Voters are more likely to support candidates whose faces and voices are perceived as competent. However, what is the simultaneous influence of these two characteristics? Here this question is examined with an observational study and an experiment. In the observational study, subjects rated the facial competence of Members of the U.S. House of Representatives. The most and least competent faces identified were paired with recordings of competent (i.e., lower pitched) and incompetent (i.e., higher pitched) voices to create simulated candidates. For the experiment, a separate set of subjects voted between randomly generated pairs of these simulated candidates. The results show that candidates with competent faces or competent voices won more votes, but the influence of facial competence was nearly three times that of vocal competence.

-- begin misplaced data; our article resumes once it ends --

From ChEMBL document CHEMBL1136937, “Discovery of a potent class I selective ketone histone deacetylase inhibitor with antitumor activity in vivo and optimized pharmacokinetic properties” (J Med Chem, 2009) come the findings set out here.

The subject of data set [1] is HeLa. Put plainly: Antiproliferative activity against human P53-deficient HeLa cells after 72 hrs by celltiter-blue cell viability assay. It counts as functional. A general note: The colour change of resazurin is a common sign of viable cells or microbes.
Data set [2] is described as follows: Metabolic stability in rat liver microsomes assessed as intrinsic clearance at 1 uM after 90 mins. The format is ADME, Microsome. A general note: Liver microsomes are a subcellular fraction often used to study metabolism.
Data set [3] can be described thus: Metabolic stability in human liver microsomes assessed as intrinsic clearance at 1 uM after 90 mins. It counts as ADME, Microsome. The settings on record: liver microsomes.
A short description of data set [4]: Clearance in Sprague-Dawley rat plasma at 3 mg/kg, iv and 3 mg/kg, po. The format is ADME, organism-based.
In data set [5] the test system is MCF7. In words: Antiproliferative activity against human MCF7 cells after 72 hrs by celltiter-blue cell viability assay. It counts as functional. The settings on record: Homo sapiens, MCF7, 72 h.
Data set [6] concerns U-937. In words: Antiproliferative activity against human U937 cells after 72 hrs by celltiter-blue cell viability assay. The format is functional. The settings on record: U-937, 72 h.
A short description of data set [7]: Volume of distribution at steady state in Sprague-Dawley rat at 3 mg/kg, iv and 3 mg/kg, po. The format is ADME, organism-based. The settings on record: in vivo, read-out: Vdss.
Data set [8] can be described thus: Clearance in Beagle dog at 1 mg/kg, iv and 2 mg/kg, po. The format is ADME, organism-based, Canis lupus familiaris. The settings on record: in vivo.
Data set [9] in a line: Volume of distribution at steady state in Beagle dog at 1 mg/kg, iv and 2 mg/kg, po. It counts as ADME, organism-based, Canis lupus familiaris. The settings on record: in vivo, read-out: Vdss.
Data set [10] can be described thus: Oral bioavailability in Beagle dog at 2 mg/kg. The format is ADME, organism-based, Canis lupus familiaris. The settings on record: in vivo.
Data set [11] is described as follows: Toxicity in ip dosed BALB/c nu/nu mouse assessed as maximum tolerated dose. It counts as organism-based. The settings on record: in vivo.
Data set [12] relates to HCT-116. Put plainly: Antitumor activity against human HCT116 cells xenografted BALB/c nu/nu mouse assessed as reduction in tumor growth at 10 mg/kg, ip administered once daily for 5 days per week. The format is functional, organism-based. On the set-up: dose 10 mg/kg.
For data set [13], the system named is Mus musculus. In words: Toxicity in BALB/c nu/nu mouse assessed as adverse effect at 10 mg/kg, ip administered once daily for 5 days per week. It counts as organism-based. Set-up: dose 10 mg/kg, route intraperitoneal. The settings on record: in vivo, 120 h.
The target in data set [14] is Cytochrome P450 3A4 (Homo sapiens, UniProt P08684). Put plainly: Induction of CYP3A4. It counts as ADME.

- Vote choice
- candidate characteristics
- voice pitch
ASJC Scopus subject areas
- Sociology and Political Science